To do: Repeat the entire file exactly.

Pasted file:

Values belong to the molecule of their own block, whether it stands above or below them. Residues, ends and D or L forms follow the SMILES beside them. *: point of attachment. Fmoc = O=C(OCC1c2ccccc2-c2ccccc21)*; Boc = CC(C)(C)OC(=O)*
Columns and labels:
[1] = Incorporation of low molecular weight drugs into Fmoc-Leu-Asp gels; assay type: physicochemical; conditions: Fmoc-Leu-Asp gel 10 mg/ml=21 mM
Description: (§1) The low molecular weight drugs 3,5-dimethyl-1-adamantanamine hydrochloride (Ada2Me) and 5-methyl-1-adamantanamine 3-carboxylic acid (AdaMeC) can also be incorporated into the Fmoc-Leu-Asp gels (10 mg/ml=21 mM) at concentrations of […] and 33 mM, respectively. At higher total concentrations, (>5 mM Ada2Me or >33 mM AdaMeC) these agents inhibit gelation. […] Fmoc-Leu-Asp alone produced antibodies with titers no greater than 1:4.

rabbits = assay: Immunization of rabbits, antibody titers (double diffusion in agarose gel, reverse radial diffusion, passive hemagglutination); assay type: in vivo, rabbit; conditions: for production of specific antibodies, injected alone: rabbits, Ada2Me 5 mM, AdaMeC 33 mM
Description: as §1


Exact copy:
Values belong to the molecule of their own block, whether it stands above or below them. Residues, ends and D or L forms follow the SMILES beside them. *: point of attachment. Fmoc = O=C(OCC1c2ccccc2-c2ccccc21)*; Boc = CC(C)(C)OC(=O)*
Columns and labels:
[1] = Incorporation of low molecular weight drugs into Fmoc-Leu-Asp gels; assay type: physicochemical; conditions: Fmoc-Leu-Asp gel 10 mg/ml=21 mM
Description: (§1) The low molecular weight drugs 3,5-dimethyl-1-adamantanamine hydrochloride (Ada2Me) and 5-methyl-1-adamantanamine 3-carboxylic acid (AdaMeC) can also be incorporated into the Fmoc-Leu-Asp gels (10 mg/ml=21 mM) at concentrations of […] and 33 mM, respectively. At higher total concentrations, (>5 mM Ada2Me or >33 mM AdaMeC) these agents inhibit gelation. […] Fmoc-Leu-Asp alone produced antibodies with titers no greater than 1:4.

rabbits = assay: Immunization of rabbits, antibody titers (double diffusion in agarose gel, reverse radial diffusion, passive hemagglutination); assay type: in vivo, rabbit; conditions: for production of specific antibodies, injected alone: rabbits, Ada2Me 5 mM, AdaMeC 33 mM
Description: as §1